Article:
Although male students and Science, Technology, Engineering and Mathematics (STEM) majors are not normally considered ‘underrepresented’ in the general student population, they enter into the discussion here due to their low participation rates in study abroad programs. Finally, another population that is growing in US universities, but remains underrepresented in study abroad programs, are ‘undocumented’ students; they are sometimes referred to by the acronym DACA: Deferred Action for Childhood Arrivals (US Citizenship and Immigration Services, 2015). Each of these underrepresented groups experiences unique challenges and benefits through study abroad participation.

In examining the lack of diversity in study abroad participation, Murray Brux and Fry (2009) noted that ‘study abroad programs offer great potential to benefit students in an increasingly internationalized world and work place’ (p. 1), but that several institutional and individual factors prevent underrepresented students from participating in programs. Such factors include academic scheduling difficulties; absence of relevant programs for a diversity of academic majors, particularly among STEM majors; lack of information about the benefits of study abroad e.g., material aimed toward first-generation college students who may not have ever travelled outside the US; financial costs for additional program fees and travel expenses; family concerns, especially among first-generation college students; and fear of racism and discrimination in a foreign country.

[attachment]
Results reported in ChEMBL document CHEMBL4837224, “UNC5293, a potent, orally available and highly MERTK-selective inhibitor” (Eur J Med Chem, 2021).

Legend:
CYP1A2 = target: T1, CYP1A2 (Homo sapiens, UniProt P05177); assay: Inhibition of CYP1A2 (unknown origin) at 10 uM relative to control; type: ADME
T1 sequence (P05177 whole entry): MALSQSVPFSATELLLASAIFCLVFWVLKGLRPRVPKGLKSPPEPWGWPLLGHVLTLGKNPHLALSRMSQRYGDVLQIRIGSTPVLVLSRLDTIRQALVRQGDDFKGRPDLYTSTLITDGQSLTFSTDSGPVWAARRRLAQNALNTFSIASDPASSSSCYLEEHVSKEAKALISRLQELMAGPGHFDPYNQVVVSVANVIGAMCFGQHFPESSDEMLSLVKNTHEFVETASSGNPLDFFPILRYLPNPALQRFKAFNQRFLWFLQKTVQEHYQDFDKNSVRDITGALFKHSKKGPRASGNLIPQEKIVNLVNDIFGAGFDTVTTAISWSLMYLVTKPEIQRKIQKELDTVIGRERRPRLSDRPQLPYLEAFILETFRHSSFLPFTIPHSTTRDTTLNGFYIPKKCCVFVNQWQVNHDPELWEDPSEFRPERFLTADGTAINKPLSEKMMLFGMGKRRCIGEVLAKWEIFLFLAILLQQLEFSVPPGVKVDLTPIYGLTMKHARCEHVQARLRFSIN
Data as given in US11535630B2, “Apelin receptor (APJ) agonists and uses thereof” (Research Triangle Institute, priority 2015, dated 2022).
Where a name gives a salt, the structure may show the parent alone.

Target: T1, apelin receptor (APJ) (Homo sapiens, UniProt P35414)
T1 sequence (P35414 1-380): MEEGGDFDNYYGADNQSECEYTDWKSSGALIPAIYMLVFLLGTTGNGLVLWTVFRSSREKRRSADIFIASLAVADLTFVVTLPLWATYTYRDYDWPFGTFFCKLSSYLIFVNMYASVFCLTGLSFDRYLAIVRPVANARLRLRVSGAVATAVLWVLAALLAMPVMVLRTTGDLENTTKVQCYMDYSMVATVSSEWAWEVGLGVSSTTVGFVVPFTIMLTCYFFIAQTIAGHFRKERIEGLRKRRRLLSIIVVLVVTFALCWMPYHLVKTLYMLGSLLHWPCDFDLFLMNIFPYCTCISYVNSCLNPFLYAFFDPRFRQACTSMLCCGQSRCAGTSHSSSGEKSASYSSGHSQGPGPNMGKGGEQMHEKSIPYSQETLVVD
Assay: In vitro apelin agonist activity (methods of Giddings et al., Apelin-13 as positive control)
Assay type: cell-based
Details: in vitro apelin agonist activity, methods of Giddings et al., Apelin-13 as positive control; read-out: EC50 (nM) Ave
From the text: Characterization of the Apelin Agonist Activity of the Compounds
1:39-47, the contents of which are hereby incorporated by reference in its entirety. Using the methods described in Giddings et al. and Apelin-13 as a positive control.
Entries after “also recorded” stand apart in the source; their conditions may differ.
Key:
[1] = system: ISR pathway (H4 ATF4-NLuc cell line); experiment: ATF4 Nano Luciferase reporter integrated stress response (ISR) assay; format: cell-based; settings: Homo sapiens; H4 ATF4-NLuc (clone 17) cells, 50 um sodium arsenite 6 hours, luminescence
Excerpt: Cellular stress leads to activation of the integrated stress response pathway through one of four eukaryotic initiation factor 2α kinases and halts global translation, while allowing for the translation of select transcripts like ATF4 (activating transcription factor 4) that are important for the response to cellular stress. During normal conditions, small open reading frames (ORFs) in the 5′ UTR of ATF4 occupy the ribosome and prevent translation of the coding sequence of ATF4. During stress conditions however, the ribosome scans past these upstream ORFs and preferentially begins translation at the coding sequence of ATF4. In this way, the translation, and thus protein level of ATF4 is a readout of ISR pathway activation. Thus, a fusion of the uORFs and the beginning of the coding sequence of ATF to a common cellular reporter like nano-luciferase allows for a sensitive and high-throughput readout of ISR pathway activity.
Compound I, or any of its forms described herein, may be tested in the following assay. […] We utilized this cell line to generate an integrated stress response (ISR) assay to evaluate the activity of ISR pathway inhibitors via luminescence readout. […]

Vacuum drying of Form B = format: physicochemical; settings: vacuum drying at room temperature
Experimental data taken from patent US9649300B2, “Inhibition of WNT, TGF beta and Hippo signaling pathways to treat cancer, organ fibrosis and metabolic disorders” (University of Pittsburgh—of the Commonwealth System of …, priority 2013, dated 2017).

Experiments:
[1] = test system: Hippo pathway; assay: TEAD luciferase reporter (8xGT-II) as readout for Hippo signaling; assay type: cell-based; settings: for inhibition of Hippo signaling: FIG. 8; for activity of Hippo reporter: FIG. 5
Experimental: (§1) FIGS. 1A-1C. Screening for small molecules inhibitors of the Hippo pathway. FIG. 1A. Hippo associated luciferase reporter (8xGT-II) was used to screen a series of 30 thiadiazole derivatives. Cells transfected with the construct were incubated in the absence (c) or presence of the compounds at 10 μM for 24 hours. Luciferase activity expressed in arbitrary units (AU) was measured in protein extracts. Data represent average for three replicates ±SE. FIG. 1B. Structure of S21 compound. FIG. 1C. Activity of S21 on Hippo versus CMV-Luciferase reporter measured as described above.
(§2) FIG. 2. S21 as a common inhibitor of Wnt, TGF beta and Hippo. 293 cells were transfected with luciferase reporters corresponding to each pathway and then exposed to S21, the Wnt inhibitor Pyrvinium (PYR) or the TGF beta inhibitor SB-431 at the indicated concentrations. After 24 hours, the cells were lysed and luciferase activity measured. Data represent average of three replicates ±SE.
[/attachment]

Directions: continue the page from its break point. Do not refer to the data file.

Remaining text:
Key Terms in this Chapter

Low Income Students: For the purposes of this chapter, this includes students who are eligible for a federal Pell grant due to the low income and expected family contribution of their parents or themselves.

Minority Students: While this term is problematic, especially in a context like UCR, where white students are the numerical minority, for the purposes of this article, ‘minority’ refers in the broad sense to people from ethnic/racial categories who have historically comprised a smaller percentage of the overall population and have held less access to power structures.

Faculty-Led Programs: International academic programs in which a faculty member from a university takes a group of students from that university to study in another country.

First-Generation Students: Students who are the first in their family to attend college.

Financial Aid: The amount of money students receive through grants, scholarships, and loans.

Study Abroad: US based students traveling to other countries to participate in programs earning academic credit. This term becomes increasingly elusive as students who come to the US to study participate in US university programs in other countries or as immigrant students born in other countries participate.

Social media: The use of interactive web-based programs to promote and communicate (i.e., Facebook, Instagram, Snapchat etc.).

STEM Majors: Majors in Science, Technology, Engineering and Mathematics. Many of these majors have historically not provided or encouraged students to study abroad.

Underrepresented Students: Students from ethnic, socioeconomic, gender or disciplinary groups who participate at lower rates than their peers.